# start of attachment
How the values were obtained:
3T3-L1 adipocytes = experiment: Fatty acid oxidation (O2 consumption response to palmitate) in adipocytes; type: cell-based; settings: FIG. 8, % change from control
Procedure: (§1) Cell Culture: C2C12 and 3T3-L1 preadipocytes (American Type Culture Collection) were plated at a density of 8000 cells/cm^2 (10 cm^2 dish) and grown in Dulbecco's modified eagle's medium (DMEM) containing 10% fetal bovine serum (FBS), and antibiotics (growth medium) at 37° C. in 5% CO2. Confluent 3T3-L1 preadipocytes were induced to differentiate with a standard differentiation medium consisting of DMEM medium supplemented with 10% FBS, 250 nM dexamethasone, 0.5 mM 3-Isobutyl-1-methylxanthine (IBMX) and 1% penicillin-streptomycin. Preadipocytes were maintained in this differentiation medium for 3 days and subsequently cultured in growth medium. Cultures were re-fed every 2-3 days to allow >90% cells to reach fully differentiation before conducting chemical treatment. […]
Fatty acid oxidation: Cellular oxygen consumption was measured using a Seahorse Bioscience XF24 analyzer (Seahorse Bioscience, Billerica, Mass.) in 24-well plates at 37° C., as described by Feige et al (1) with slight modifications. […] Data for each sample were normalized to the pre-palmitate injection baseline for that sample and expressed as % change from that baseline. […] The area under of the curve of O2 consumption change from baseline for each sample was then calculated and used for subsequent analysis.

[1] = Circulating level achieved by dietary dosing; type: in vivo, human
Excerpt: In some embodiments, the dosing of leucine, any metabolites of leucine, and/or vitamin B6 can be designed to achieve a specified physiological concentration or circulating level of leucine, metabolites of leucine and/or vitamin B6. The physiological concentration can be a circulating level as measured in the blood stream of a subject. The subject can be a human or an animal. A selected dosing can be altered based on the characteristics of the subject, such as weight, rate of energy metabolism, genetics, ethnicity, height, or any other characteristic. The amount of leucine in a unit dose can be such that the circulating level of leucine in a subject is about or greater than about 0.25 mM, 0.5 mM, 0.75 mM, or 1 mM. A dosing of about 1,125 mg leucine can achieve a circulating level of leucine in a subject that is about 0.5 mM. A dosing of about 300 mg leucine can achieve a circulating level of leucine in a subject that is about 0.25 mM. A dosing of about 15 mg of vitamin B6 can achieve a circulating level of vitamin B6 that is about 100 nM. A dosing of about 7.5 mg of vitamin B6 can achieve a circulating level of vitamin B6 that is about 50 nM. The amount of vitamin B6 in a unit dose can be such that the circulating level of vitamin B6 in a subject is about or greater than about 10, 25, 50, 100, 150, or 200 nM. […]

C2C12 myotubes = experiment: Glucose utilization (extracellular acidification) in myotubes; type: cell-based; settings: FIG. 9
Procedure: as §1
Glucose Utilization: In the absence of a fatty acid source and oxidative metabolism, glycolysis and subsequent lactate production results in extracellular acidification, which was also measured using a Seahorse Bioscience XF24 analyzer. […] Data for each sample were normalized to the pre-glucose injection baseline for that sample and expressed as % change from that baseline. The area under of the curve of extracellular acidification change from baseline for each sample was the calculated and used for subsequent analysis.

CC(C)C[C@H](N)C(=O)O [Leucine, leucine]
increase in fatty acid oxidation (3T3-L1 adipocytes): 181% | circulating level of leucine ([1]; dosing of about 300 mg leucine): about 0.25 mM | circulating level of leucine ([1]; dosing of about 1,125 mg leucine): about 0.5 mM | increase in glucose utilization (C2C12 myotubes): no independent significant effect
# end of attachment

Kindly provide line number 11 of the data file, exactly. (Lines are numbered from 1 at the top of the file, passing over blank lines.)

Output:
increase in fatty acid oxidation (3T3-L1 adipocytes): 181% | circulating level of leucine ([1]; dosing of about 300 mg leucine): about 0.25 mM | circulating level of leucine ([1]; dosing of about 1,125 mg leucine): about 0.5 mM | increase in glucose utilization (C2C12 myotubes): no independent significant effect